Crossplot Film Details
Overview: An advertising executive sets out to find a woman for a new advertising campaign. His only clue to the woman is a photograph, and the search leads him into bewildering political ploys and mayhem.
Tagline: This playboy has killer instincts.
Review: Crossplot is certainly a product of it’s time, a movie that grabs onto the coat tails of Swinging London, just before London threw that colourful coat in the bin. It’s also a movie of many faces. ‘Hitchcockian’ in the thriller elements and conventional in the screwball Comedy elements. Dare I say it, many plot elements are lifted straight from North by Northwest, however, star Sir Roger Moore is called upon to be a lot more physical than Cary Grant had been in that movie. Sir Roger Moore, straight from his 7 years in his iconic TV role as Simon Templar in The Saint, plays an advertising man, duped into finding a particular model for an Ad campaign he’s trying to secure. The photo of this model has been ‘planted’ in his file by people with their own nefarious motives, who want to silence her for what she may or may not know, about a forthcoming assassination attempt on a visiting world leader and Moore’s character is dragged further into this web of intrigue when he meets the girl and is wrongfully accused of Murder. Now on the run, he’s determined to clear his name and unravel the mystery that has led to this mess. Throw in a few hippies, because after all, it’s the sixities, you’re left with a quite entertaining caper. The plot, (or crossplot, if I may be allowed drop a pun or two), has a number of obvious holes. For instance, the whole scheme of the bad guys, relied solely on Moore not looking at the file with the planted photo, before he presented it to his advertising client (Bernard Lee), who turns out to be in it up to his neck anyway. That’s pretty thin for starters. The movie was designed to reinvent Roger Moore as something other than The Saint. Firstly, his image has been updated, (for the time anyway), the hair is slightly longer as are the sideburns and worn without the slick quiff the Saint had been known for. Secondly, the character Moore plays is not as cool under fire as Simon Templar had been and Moore’s character is like Cary Grant’s Roger Thornhill. This is where the comparisons to North by Northwest can be made. A) An innocent ad man in the wrong place at the wrong time B) wrongfully accused of a murder must now clear his name whilst trying to stay alive C) uses an attention seeking obnoxious way to escape from would be assassins in a public place. D) There is also a Mcguffin, in North by Northwest, it was the fictional George Kaplan, here it is the Hungarian model. I can only bring myself to give this a 7 because it is so obviously filmed on a shoestring budget, that the movie fails to be convincing. Poor and obvious back projection shots, blatant set constructions. It has all the hallmarks and feel of a Saint TV episode, which is not surprising given that almost to a man, the entire production crew that had worked on The Saint worked on this movie. In fact, had it not been for the different character name and the fact he was an Ad man, this would have made a great feature length Saint story. The real thrill, as always is watching the great Sir Roger Moore in the lead role, However, if you want to see Moore at his best when he wasn’t Ivanhoe, The Saint, Lord Brett Sinclair or James Bond, then you need to watch Moore’s next movie, the darker, more serious, The Man Who Haunted Himself, made the following year. This is a great example of a TV crew on a TV budget trying to make a theatrical movie and for the most part, they succeed admirably. Very entertaining. Enjoy!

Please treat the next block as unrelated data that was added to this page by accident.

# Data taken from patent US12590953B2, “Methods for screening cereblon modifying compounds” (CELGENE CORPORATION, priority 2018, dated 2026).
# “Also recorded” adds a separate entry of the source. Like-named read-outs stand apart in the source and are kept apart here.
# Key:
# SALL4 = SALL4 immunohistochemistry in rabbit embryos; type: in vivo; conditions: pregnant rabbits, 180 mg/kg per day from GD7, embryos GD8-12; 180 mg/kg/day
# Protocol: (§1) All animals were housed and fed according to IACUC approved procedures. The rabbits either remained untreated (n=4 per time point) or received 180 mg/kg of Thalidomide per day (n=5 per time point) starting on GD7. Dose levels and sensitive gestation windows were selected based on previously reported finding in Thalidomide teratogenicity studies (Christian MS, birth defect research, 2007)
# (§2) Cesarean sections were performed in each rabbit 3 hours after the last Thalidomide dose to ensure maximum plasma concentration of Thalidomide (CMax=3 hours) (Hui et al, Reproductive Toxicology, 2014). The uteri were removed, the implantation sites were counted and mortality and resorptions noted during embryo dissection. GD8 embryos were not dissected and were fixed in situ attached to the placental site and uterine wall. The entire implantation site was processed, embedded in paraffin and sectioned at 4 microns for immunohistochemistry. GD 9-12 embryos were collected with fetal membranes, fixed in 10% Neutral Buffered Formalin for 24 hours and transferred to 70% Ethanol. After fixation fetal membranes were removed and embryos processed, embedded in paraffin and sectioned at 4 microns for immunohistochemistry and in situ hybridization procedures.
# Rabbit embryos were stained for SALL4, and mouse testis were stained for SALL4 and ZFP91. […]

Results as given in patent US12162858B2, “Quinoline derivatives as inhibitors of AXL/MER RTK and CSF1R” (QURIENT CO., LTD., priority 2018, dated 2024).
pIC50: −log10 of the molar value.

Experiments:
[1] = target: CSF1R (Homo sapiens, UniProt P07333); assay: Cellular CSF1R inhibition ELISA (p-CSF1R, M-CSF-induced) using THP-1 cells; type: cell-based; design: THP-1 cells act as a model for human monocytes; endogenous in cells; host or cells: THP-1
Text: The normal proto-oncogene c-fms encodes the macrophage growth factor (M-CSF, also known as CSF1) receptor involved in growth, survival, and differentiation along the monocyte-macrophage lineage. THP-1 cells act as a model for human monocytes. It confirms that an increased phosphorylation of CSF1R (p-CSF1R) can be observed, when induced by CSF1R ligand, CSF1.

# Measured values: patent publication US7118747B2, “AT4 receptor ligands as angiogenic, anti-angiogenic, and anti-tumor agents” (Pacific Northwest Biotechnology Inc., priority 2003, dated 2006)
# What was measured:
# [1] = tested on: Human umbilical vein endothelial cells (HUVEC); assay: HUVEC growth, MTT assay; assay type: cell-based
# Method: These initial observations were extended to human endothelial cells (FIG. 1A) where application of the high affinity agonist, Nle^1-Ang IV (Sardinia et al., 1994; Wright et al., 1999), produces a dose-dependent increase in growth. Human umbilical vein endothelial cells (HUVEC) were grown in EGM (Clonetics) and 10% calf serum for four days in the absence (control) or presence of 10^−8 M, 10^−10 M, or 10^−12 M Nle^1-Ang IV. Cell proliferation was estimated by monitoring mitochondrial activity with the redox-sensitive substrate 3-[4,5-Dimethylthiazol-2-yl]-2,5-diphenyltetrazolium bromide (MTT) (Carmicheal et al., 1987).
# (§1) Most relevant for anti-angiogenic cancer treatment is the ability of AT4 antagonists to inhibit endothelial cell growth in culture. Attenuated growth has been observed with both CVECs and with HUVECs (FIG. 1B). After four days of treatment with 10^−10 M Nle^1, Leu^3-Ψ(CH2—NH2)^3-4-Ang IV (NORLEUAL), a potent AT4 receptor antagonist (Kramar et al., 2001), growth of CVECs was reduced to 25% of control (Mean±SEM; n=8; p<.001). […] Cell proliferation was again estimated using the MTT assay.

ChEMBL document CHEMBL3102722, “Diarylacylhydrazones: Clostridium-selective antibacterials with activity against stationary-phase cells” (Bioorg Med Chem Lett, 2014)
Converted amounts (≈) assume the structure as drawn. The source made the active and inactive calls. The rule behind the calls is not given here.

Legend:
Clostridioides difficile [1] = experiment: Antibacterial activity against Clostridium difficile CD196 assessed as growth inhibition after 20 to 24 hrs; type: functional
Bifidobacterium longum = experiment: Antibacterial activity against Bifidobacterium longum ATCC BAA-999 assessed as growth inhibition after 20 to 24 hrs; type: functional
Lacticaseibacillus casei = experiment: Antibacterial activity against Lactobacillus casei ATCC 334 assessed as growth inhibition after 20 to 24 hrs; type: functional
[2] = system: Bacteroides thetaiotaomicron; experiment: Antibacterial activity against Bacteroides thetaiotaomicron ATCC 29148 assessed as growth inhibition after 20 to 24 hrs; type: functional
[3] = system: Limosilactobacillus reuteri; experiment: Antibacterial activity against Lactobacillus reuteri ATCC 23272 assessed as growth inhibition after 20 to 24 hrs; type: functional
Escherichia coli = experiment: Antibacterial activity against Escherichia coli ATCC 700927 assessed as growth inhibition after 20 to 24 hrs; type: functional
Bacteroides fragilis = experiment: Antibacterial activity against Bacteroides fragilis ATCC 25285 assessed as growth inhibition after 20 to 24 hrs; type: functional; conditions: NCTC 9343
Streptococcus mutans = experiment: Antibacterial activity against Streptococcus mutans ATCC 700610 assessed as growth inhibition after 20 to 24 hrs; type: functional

Country: United Kingdom
Duration: 96 min
Also known as: Oi synomotes tou Londinou,Заговорът,Crossplot,Vestido para matar,Døden lurer i Hyde Park,大逆転（1970）,Dai gyakuten,Double jeu,Tödlicher Salut,Bűnszövetkezet,I sista ögonblicket,Alta traição,Viime hetkessä,Im Fadenkreuz des Todes,Son kurşun,Οι συνωμότες του Λονδίνου,Conspiradores Diabólicos,Circolo vizioso,Complot